## Graph and Roots of Quadratic Polynomial

ax² + bx + c = 0,

with the leading coefficient a ≠ 0, has two roots that may be real - equal or different - or complex. The roots can be found from the quadratic formula:

x1,2 = (-b ± b² - 4ac) / 2a,

In addition to the four arithmetic operations, the formula includes a square root. The expression under the square root, D = b² - 4ac - known as the discriminant - may be positive, zero, or negative. Correspondingly, the equation may have two real and distinct roots, two equal real roots, or two conjugate complex roots.

The applet allows one to experiment by changing the coefficients of the polynomial by dragging the three scrollbars at the top of the applet.)

(The maximum and minimum values on the axes can also be changed by clicking at the numbers at the endpoints - a little off their vertical mid-axis.)

1 November 2015, Created with GeoGebra

The graph of the quadratic polynomial is a parabola, with the horns pointing upwards if a > 0 or downwards if a < 0.

Observe on the graph the behavior of the roots as you change the other two coefficients, b and c. If real, they lie on the x-axis symmetrically with respect to the vertical line through the parabola's extreme point. If complex, they simply lie on that line symmetrically with respect to the x-axis.

If x1 and x2 are the roots of a quadratic polynomial P(x), the polynomial is factored as in

P(x) = a(x - x1)(x - x2)

because both sides of the identity are quadratic polynomials that vanish at x1 and x2 and have the same leading coefficient. Multiplying through we get

ax² + bx + c = ax² - a(x1 + x2)x + ax1x2

implying the equality of coefficients:

b = - a(x1 + x2) and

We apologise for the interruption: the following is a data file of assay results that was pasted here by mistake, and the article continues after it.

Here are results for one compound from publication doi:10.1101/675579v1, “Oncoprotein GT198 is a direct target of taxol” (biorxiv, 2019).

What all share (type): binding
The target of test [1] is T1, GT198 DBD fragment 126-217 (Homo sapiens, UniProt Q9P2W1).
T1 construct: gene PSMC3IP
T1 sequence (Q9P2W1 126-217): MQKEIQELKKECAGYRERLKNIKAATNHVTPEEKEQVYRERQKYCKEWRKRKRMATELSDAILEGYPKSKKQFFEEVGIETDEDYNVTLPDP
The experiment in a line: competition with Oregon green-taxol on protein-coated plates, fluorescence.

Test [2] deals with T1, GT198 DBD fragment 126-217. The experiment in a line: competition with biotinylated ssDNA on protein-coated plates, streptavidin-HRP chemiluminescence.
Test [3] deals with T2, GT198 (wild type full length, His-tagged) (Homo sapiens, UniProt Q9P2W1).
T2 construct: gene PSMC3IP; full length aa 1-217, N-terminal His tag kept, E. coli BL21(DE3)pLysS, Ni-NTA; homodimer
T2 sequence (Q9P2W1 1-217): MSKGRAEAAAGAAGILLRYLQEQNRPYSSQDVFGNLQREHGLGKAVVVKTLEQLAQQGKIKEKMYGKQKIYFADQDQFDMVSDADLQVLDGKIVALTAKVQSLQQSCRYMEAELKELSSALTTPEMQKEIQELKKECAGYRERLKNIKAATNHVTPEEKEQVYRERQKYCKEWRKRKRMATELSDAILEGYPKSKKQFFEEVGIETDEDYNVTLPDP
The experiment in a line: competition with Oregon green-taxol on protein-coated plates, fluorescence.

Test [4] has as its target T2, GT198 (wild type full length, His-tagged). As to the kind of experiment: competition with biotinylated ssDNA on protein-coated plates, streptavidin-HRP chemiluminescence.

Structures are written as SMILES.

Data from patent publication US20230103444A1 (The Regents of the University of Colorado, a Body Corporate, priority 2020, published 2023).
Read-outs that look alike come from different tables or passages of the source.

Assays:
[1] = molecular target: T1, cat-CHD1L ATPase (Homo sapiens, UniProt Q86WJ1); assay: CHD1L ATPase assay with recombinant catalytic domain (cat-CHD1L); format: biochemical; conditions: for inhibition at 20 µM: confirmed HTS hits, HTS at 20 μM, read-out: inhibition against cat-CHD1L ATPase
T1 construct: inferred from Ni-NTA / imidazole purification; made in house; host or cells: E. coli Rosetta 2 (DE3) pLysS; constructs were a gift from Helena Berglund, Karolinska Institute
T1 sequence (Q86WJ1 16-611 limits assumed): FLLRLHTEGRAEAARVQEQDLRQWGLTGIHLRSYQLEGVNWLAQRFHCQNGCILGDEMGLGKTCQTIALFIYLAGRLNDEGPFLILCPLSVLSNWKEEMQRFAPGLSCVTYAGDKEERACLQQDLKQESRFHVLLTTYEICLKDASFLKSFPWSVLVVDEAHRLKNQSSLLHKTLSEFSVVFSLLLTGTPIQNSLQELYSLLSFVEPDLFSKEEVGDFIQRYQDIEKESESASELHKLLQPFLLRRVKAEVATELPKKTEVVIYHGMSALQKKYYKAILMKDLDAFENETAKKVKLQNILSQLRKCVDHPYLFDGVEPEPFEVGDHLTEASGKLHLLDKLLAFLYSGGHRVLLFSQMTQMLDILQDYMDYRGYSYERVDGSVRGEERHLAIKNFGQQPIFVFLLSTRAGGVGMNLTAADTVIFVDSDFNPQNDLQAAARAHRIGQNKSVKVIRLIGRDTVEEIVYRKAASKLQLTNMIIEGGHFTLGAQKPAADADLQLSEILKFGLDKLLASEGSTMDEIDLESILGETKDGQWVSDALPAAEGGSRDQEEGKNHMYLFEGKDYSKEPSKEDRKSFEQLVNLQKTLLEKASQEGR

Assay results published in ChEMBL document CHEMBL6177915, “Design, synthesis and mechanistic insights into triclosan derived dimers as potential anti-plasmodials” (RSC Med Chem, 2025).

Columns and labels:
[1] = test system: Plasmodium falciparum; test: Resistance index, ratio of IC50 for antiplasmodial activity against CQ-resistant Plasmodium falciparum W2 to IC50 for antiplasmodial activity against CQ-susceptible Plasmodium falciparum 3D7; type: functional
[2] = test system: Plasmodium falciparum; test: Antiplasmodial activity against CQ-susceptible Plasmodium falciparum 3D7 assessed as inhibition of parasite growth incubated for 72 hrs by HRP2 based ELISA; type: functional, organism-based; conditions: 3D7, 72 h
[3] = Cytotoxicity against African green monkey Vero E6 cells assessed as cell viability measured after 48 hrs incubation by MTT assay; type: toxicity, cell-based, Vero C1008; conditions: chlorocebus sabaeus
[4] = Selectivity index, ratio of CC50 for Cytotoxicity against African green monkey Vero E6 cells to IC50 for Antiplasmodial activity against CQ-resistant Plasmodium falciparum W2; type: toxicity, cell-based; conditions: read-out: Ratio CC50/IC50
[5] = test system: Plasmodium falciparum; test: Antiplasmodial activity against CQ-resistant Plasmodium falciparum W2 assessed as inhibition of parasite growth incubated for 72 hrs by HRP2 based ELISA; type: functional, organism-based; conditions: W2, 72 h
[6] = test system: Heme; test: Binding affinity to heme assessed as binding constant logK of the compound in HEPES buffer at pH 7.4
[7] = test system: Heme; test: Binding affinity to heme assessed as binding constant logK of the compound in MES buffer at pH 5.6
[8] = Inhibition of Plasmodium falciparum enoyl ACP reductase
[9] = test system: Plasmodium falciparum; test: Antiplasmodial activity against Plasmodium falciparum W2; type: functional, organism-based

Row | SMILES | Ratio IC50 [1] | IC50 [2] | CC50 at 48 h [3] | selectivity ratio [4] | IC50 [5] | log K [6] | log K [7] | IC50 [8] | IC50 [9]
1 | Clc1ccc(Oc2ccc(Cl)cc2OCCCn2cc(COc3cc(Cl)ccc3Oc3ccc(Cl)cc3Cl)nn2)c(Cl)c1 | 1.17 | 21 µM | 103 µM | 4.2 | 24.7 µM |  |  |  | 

c = ax1x2.

We thus obtain a theorem by François Viète (1540 - 1603) for quadratic equations:

x1 + x2 = - b / a and
x1x2 = c / a

which are known as Viète's formulas. These tells us something about how the roots of the polynomial change when a and c remain constant.

The interesting case is when ac > 0. This is when the discriminant may become negative leading to complex roots. If at the outset the roots are real then, as b changes, the roots move in opposite directions alongside the x-axis. If the movement is towards each other, they coalesce momentarily and then turn complex until they coalesce again and become real once more. What is interesting is their trajectory while complex. Since complex roots of a quadratic polynomial with real coefficients are conjugate, say x = α ± i β, their product equals the square of the modulus:

(α + i β)(α - i β) = α² + β²

so that the module of the roots remain constant and equal to c/a. This means that complex roots traverse a circle of that radius centered at the origin!

When c changes, the behavior of the graph is less exciting: it just goes up for a positive change in c and down for a negative change. But, if you start with an upward graph with two real roots and keep increasing c then, at some point, viz., for the value of c for which ax² + bx + c is a complete square, the graph will become tangent to the x-axis meaning that the equation has two equal (and necessarily real) roots. After that, the roots split into a conjugate pair.